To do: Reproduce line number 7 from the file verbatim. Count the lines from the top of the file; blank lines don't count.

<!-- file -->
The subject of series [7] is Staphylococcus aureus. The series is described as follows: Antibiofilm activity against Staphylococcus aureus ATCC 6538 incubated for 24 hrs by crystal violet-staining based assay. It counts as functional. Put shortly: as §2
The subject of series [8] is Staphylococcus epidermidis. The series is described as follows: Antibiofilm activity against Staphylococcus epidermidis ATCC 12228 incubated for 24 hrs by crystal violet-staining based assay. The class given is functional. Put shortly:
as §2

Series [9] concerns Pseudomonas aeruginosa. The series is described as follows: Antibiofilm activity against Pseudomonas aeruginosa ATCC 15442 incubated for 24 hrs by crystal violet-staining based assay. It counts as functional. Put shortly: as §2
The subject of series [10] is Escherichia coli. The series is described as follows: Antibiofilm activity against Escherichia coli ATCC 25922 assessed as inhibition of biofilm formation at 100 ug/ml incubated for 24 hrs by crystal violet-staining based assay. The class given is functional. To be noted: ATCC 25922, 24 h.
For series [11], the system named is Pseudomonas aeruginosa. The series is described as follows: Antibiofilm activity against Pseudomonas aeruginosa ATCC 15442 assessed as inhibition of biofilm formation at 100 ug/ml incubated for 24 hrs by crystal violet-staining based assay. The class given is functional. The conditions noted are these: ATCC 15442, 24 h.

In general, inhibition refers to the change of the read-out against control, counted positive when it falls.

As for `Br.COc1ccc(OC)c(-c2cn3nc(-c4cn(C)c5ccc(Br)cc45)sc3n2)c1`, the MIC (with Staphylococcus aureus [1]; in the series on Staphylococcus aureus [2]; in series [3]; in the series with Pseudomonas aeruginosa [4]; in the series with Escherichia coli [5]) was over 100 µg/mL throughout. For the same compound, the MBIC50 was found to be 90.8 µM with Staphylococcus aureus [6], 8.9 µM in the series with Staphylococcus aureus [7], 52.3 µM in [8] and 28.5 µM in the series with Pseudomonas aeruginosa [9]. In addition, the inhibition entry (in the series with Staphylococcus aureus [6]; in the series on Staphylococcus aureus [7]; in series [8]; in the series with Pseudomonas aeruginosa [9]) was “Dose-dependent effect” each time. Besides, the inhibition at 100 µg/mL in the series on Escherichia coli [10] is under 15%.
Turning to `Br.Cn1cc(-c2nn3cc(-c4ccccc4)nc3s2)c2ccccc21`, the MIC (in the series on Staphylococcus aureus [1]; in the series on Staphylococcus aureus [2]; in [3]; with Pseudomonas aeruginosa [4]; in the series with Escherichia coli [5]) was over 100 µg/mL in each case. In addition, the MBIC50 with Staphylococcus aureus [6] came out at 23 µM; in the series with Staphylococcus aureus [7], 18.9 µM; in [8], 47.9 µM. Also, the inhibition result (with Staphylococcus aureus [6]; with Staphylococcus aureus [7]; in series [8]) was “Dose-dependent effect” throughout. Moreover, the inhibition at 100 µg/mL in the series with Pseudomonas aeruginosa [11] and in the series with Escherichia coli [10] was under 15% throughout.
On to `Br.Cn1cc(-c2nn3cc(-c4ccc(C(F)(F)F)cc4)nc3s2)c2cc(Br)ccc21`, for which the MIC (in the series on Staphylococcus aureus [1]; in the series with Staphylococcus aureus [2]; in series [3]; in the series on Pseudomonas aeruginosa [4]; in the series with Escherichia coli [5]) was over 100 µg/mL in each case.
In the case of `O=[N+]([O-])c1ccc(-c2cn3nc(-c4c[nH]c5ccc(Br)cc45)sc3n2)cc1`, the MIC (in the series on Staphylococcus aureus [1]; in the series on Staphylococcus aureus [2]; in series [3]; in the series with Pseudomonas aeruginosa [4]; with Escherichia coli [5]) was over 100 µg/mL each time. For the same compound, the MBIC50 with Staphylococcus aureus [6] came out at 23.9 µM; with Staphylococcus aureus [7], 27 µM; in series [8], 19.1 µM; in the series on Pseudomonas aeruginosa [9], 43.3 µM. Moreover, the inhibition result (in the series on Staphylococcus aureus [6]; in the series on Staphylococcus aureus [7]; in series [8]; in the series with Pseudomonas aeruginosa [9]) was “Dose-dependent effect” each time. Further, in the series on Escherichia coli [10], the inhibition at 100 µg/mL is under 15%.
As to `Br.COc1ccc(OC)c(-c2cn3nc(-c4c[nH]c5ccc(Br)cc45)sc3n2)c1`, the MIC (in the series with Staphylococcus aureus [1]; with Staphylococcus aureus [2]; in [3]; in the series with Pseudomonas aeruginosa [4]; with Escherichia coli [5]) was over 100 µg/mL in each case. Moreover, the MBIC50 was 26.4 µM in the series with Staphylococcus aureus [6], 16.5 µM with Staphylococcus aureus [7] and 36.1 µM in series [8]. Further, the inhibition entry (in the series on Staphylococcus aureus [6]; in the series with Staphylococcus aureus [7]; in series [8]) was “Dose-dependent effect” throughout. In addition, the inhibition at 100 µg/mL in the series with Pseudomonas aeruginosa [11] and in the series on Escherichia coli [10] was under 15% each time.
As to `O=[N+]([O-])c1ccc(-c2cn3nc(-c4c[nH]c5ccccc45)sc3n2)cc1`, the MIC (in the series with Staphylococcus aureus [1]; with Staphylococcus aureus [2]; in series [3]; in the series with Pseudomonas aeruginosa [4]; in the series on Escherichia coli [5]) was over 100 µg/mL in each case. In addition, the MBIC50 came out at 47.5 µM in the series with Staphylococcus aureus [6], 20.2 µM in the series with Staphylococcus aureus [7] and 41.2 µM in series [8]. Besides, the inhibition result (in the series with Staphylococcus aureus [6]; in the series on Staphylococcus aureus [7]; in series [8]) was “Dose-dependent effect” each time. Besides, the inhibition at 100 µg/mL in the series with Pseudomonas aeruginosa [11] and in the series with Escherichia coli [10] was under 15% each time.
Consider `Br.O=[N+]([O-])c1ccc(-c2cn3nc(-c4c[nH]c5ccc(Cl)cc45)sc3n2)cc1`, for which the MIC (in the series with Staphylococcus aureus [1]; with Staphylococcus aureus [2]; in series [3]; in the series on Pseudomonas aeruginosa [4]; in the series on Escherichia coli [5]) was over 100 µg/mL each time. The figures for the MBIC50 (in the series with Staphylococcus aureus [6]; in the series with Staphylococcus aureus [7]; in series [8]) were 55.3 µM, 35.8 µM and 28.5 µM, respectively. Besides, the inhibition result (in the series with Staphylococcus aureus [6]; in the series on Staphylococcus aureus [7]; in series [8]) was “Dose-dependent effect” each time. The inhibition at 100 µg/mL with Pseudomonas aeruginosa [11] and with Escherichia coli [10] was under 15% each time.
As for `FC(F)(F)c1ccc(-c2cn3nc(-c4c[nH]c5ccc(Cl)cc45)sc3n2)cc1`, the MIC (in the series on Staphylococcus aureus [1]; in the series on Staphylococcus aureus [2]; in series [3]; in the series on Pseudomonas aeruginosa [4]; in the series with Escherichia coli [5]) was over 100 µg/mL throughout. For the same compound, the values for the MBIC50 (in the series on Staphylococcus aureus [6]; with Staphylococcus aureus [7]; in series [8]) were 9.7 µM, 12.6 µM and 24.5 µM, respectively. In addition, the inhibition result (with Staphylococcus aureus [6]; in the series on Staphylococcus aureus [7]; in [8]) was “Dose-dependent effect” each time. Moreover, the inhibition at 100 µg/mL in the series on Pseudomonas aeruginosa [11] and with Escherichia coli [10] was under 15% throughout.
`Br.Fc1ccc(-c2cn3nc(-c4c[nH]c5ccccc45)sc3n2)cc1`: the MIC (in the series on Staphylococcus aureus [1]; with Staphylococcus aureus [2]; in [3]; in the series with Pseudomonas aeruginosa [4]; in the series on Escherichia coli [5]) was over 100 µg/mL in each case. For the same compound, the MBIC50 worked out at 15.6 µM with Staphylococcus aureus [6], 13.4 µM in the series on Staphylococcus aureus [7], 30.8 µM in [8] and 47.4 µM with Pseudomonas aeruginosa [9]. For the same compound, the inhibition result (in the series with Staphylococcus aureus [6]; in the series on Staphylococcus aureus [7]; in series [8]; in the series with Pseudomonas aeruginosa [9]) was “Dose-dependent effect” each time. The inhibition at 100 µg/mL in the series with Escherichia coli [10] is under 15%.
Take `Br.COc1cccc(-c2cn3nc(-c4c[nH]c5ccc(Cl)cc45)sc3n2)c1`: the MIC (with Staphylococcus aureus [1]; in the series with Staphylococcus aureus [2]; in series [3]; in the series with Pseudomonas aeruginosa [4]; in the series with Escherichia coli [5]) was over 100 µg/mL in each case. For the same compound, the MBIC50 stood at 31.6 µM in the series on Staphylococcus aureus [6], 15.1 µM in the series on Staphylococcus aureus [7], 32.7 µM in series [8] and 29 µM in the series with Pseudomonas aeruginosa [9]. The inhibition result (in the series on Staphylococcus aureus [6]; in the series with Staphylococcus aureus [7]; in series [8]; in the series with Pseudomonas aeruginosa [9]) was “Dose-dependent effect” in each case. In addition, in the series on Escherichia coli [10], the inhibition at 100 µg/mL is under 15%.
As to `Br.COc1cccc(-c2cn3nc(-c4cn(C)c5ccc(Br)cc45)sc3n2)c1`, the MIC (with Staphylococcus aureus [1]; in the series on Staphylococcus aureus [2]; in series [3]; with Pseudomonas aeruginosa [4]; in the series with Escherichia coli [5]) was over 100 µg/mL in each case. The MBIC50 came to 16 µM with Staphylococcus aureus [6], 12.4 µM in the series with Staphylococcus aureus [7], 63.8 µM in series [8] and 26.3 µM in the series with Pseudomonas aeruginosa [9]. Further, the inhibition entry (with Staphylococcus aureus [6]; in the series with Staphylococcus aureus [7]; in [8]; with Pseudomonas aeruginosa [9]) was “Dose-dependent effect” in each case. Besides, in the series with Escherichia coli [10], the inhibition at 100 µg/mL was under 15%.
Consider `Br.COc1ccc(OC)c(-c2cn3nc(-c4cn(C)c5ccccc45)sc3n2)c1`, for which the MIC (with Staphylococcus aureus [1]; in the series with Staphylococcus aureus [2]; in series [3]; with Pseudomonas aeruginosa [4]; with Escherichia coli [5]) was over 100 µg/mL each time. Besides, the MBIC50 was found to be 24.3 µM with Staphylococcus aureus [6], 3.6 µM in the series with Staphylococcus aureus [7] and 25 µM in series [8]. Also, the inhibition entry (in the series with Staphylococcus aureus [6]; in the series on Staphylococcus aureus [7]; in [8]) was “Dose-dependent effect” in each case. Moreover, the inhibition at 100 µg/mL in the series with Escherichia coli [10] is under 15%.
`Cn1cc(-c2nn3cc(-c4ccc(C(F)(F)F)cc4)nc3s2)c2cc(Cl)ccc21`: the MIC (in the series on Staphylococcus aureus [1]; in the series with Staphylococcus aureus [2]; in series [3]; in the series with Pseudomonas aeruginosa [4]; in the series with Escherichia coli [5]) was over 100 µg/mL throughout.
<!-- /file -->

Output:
In general, inhibition refers to the change of the read-out against control, counted positive when it falls.